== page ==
Volume 92, Issue 28

Friday, October 23, 1998



No interest relief in sight

By Mark Brown
Gazette Staff

Part-time students and administration at Western are shocked about a change made to the Ontario Student Assistance Program nearly two years ago.

Part-time students, the only students affected by this change, will no longer be able to qualify for interest-free status on their OSAP loans.

The change in the OSAP program occurred near the end of 1997, but was phased in to allow students time to adjust, said Louis Lizott, new policy advisor for the Ministry of Education and Training.

Although part-time students are not able to apply for a loan under OSAP, there are some part-time students who may still have an outstanding OSAP loan from a previous year.

Before this change, both full and part-time students were able to request form "R" from financial aid services, which would allow students to maintain their interest-free status for that semester, said Christine Lederman, office manager at Western's financial aid services.

Interest-free status will now only apply to students who have a full course load, which is defined by OSAP as more than two courses taken in a semester, Lederman said.

She added she just received notification regarding this policy on Oct. 21 via an email and was not sure where this policy came from. "That's part of our problem with dealing with OSAP – we receive notices too late in the process.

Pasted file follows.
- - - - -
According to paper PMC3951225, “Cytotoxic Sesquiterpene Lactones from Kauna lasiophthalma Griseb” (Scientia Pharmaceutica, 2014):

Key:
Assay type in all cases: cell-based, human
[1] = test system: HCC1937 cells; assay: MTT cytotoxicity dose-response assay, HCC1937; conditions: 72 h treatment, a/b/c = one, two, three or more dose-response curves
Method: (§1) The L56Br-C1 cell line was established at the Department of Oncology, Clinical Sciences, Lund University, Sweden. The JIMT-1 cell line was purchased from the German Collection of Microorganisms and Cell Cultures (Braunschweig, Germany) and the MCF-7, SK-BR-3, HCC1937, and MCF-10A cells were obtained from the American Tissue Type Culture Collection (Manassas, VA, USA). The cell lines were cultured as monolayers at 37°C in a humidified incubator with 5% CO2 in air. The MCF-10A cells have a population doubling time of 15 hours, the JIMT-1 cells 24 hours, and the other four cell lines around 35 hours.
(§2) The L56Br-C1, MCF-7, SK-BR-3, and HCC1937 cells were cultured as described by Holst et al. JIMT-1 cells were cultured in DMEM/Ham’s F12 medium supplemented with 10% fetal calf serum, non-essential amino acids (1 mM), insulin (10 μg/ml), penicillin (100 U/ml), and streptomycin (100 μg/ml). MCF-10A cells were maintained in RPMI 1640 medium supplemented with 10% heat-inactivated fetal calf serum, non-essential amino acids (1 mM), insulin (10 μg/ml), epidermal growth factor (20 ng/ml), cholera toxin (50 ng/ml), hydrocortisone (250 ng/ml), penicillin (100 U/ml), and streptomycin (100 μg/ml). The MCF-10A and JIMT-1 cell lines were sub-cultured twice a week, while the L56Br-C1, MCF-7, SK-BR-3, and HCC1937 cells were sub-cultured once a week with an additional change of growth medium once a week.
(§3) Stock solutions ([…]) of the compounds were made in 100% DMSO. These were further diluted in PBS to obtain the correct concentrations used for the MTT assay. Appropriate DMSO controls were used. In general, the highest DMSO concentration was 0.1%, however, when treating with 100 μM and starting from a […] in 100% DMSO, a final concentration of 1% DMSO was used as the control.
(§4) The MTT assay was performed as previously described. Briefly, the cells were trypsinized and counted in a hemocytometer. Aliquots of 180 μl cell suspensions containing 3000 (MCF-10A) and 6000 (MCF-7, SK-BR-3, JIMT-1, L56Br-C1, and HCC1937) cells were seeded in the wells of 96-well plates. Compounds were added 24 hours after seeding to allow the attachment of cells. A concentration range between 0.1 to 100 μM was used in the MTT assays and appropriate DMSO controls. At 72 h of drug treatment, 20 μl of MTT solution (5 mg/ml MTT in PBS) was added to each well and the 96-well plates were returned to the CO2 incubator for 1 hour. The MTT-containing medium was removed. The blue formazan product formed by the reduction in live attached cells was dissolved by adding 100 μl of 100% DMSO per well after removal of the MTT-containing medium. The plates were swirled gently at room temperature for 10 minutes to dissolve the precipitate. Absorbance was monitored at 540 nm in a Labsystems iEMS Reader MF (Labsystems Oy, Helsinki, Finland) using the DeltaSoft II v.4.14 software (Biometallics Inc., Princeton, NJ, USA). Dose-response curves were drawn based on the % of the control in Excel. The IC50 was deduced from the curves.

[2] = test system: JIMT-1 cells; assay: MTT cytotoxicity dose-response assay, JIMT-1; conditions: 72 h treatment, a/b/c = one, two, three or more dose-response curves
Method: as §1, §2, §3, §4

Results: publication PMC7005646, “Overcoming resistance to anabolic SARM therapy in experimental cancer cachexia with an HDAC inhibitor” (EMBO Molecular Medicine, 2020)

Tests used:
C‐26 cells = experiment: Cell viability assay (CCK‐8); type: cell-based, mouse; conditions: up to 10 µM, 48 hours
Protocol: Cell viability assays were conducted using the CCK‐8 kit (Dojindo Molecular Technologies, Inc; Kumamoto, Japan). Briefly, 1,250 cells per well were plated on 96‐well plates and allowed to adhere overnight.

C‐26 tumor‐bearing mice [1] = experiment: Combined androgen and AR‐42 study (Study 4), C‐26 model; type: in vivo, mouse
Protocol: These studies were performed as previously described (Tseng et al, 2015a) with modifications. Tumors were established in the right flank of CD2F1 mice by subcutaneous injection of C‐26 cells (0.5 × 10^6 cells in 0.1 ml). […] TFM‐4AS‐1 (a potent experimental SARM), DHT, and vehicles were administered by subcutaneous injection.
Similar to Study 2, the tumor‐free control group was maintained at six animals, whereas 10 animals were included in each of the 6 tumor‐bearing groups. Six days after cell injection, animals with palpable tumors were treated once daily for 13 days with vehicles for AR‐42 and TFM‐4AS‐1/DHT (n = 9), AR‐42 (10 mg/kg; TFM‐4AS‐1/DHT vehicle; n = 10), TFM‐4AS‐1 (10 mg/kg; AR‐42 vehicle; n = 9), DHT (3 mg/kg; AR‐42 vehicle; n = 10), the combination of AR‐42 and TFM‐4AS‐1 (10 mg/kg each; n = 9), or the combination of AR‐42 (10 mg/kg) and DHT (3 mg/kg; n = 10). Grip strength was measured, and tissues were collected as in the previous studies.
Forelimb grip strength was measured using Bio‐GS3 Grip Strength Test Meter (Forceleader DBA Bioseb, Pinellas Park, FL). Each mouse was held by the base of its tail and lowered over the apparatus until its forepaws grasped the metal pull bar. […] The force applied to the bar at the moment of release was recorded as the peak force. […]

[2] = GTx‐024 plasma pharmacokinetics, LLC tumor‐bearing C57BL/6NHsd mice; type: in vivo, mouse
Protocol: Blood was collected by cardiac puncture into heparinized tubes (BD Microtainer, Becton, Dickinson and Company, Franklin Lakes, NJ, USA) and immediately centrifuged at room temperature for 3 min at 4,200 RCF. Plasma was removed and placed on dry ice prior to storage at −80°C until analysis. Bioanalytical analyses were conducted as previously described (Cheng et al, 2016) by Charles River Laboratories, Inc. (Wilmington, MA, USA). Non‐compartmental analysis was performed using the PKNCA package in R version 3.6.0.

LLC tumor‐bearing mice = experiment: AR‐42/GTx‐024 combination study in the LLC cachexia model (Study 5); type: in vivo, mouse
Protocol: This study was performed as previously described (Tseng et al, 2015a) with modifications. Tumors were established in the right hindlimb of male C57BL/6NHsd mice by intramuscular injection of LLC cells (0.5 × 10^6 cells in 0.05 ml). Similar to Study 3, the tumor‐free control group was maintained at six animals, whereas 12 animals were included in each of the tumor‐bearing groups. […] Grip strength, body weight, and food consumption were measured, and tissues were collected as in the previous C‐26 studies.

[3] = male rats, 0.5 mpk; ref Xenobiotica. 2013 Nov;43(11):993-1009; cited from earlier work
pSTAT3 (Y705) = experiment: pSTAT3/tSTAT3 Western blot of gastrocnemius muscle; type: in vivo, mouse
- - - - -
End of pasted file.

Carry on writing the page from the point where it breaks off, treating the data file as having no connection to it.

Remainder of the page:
"People in the OSAP office in Thunder Bay were quite surprised that people in Western's financial aid office did not see [the email] as a reminder," Lizott said. He added Western has been the only institution to raise this concern.

University Students' Council VP-education, Nick Iozzo, said the change is part of a harmonization process between OSAP and Canada Student Loans. "You want to do everything you can to help students when they are at school, that's when they are most vulnerable."

He added the change will just be another burden on students.

At this point Lederman said she was not sure how many students would be affected by the change.

Part-time students who will have to consolidate their loans while they are still in school will still have access to some protection from interest accumulating on their loan, Lizott explained. Based on the students' financial institution, the student can apply through the bank for interest relief for up to 18 months.

To Contact The News Department: gazette.news@julian.uwo.ca

Copyright The Gazette 1998